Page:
Play resource rolled out across Scotland
A project aimed at reducing inequalities and improving access to oral care for children with additional support needs and anxiety is to be rolled out nationwide.
NHS Education for Scotland (NES) has teamed up with Action for Sick Children Scotland to provide training for oral health staff in how to use play to help break down barriers. Throughout February and March, 120 extended duty dental nurses (EDDNs) and dental health support workers will be offered training, delivered by ASCS, related specifically to the use of the ‘Special Smiles Dental Playboxes’. These will be used to help engage these children with the practical elements of Childsmile and the oral health message through play.
The playbox developed by ASCS includes a toy inflatable dental chair, props to mimic a dental surgery, dressing up attire and many other dental themed resources. It helps the child become familiar with the dental setting and reduces anxiety. The training looks at understanding how children use play as communication and how this knowledge can help oral health workers communicate with children in their care.
Preventive treatment is particularly important for this group because interventive dental treatment is often very difficult or impossible to carry out in the usual way
David Felix, NES dental director
NES dental director David Felix said: “It is important that all children, no matter their circumstances, have access to good oral health and care. Preventive treatment is particularly important for this group because interventive dental treatment is often very difficult or impossible to carry out in the usual way and can often lead to treatment having to be carried out under general anaesthesia with the associated delay, risk and costs.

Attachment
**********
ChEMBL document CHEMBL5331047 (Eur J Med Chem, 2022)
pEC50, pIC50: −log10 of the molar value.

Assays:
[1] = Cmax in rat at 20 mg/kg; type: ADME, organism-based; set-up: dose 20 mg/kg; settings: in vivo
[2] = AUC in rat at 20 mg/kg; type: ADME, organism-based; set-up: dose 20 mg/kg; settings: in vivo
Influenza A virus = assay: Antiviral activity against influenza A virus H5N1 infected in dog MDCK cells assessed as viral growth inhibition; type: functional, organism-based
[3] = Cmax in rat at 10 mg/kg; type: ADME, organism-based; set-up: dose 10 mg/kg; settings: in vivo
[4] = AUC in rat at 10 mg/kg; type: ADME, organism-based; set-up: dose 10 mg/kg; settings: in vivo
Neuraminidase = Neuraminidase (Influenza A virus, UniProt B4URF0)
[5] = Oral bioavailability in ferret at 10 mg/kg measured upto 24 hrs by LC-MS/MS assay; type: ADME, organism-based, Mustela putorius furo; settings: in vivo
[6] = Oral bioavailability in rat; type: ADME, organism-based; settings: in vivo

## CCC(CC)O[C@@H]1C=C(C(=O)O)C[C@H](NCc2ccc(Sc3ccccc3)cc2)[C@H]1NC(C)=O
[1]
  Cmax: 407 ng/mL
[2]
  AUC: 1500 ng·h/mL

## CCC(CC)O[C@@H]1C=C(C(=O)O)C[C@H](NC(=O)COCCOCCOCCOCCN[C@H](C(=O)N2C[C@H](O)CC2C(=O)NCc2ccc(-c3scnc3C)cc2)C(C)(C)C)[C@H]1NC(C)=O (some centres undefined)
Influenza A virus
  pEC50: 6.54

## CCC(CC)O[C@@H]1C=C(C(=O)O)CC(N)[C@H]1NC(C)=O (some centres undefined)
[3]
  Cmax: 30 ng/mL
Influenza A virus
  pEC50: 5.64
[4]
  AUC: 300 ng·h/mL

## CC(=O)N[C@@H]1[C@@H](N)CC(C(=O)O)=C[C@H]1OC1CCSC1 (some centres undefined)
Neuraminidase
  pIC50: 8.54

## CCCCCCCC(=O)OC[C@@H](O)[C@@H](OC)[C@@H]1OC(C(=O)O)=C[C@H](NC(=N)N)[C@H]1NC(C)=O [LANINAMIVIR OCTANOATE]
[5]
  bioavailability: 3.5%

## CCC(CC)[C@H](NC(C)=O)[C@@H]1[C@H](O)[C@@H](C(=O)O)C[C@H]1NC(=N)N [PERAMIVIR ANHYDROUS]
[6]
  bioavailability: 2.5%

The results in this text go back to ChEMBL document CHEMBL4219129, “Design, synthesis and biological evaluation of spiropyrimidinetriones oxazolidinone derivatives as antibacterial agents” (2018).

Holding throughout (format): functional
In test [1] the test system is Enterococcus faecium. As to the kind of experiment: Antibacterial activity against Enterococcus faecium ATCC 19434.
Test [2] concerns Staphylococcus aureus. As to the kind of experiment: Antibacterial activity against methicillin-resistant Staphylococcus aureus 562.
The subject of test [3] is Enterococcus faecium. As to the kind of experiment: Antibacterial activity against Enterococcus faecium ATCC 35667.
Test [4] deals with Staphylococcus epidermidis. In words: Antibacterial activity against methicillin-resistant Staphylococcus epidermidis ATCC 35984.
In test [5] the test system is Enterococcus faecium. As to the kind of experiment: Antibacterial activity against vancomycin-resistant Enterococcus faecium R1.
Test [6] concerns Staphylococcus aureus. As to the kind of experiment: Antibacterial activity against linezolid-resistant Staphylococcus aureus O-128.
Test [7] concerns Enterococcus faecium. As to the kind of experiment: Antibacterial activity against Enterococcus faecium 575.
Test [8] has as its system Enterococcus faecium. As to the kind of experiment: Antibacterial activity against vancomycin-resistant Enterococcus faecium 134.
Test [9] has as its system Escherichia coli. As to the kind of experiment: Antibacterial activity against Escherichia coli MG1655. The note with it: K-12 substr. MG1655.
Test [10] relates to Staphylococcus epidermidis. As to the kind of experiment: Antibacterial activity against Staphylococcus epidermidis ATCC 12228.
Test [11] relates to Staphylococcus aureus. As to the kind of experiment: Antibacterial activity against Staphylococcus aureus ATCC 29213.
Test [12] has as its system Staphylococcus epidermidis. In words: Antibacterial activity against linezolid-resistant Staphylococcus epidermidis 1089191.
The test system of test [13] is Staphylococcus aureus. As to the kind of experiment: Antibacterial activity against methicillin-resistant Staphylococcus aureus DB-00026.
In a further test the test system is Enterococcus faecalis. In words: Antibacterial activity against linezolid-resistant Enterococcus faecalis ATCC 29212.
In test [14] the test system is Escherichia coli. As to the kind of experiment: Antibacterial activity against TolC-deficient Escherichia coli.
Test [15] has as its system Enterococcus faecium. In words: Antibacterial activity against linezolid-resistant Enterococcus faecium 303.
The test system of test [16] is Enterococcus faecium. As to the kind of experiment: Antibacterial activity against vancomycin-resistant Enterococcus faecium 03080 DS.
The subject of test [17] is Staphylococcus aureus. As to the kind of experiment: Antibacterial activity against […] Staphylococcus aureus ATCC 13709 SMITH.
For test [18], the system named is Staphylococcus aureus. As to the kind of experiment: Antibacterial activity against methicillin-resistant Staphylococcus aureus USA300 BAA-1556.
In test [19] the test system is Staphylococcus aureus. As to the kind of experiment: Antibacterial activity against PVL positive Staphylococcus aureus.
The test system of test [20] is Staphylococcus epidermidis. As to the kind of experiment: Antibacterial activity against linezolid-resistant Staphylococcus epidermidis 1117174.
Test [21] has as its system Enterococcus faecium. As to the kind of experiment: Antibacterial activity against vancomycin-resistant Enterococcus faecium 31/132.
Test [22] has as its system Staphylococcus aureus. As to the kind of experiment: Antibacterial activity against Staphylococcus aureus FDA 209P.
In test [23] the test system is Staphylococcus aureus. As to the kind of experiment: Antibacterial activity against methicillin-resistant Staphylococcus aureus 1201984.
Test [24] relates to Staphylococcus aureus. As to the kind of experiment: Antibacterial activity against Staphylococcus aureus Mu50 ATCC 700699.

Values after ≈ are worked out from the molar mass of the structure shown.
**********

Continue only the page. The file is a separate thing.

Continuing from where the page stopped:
“That is why we are pleased to join up with ASCS to offer this training, which will give more staff the tools and insight they need to help get the message across.”
Liz May, ASCS national coordinator said: “In recent years, ASCS’s ‘Special Smiles’ project has worked in schools to enhance the preventative care system for children with additional support needs by helping teachers, parents and carers to carry out their role in developing good dietary and oral health habits. Our play resources have been able to help children cope with dental examinations and treatment for the first time ever.
“We have also encouraged dental services to become more patient and childf riendly to enable children and young people with additional and complex support needs to experience a more positive contact with the dental health service.”
In November 2015, Scottish Dental visited Three Towns Dental Care to learn about the dental playbox resource and met dentist Clare Craven and her two children. To look back at the article, click here.